We have created the Laka Club to offer cyclists perks that will have a real impact on their cycling life. For example, we have teamed up with well-known cycling brands such as Wahoo Fitness and Zwift to offer exclusive discounts and bonus credit for Laka club members.
Ultimately, we created a third-party liability insurance product that was free for anyone who opted into marketing promotions, even though they might not have an active bicycle cover policy with us, learn more here.
We will be soon launching a new product add-on: a recovery kit to help cyclists coming back following a crash, that contains pro tips and products from brand partners.
"As a community-based bicycle insurer, our growth revolves around shared interests, and we want to be where our customers are. The more our users engage with us and the Laka community, the more likely it is that they will take care of their bikes and, consequently the community as a whole will benefit", Laurence Hunter-Insurance Lead at Laka.
User empowerment to aid decision-making:
The UK-based financial services company Monzo has experienced an impressive growth rate since the company launched in 2015 under the following premise: “We are building a bank, together”.
Part of their strategic marketing positioning is creating a transparency philosophy through which the user community is empowered to help make company decisions or invest in funding rounds. Users can also give feedback and opinions through Monzo’s website forum and frequent meetups, which serve to evaluate what customers really want from a bank.
Content Marketing and ROI:
To be able to reflect a lifestyle brand identity across multi-channel campaigns, it’s essential not only to listen to what your community has to say about your brand, but also to be able to incorporate those expectations into your company’s voice. Again, as in any other type of relationship, there are a lot of expectations going both ways. The challenge is satisfying those needs without losing track of who you are.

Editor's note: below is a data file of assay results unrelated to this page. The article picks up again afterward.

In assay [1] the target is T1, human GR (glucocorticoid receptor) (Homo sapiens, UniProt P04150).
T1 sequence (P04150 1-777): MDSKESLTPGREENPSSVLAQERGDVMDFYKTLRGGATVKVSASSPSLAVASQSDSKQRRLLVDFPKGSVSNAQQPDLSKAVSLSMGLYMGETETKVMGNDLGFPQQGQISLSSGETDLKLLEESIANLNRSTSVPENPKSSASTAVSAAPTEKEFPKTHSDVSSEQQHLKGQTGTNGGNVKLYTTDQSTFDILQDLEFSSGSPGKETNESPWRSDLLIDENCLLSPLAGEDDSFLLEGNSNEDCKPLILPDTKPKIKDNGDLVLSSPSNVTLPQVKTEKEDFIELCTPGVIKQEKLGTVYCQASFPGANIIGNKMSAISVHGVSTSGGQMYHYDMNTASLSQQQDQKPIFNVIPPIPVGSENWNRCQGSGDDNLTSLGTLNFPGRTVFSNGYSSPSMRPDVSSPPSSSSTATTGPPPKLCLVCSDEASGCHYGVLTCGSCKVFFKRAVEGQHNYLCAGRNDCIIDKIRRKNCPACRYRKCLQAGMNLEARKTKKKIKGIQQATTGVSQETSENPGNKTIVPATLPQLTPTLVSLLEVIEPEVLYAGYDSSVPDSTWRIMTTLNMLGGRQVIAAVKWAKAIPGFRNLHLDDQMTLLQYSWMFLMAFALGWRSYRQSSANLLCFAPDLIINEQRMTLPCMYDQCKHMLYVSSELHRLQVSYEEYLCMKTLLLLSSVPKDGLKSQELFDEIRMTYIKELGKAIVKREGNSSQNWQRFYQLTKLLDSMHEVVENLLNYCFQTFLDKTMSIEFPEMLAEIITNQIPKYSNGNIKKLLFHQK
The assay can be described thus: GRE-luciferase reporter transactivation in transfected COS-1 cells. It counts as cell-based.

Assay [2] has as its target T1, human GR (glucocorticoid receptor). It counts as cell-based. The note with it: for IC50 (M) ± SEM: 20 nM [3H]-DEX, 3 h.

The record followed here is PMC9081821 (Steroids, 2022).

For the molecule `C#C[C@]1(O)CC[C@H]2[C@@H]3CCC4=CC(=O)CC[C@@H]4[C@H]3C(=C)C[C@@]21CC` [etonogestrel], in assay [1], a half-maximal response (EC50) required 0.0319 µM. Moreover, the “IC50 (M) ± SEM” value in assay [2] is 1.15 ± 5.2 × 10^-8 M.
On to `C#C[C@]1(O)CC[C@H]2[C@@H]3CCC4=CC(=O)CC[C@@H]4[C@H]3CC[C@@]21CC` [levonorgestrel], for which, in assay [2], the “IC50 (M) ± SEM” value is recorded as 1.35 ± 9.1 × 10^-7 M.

There’s also a risk in terms of investment: stakeholders must be made aware that, due to its reliance on time-consuming relationship-building, there will be a delay between an investment in content marketing and any return. Content marketing is a long journey, not a quick fix. It takes time to build a reputation among your target audience.
Aligning your content strategy with user experience can be beneficial when it comes to responding to customers’ most common questions. Social Media, blogs, influencer testimonials, brand advocates and comparison websites play a big role when it comes to cementing a lifestyle brand identity. Also, maintaining a consistent multi-channel content strategy helps with search engine optimisation (“SEO”) and consequently helps customers find you.
The future is social. Here a few trends to watch out for in 2019:
The increasing use of Whatsapp as a tool for customer relationship management (“CRM”), text message services and chatbots. Creating an omniscient channel allowing sales via different channels: mobile, desktop, social media. Video content tutorials made by users. Influencer Marketing. Social listening, understanding what’s going on in our customer's mind. (reverse-engineered ideas: If you’re trying to inspire customers, ask what gets them excited).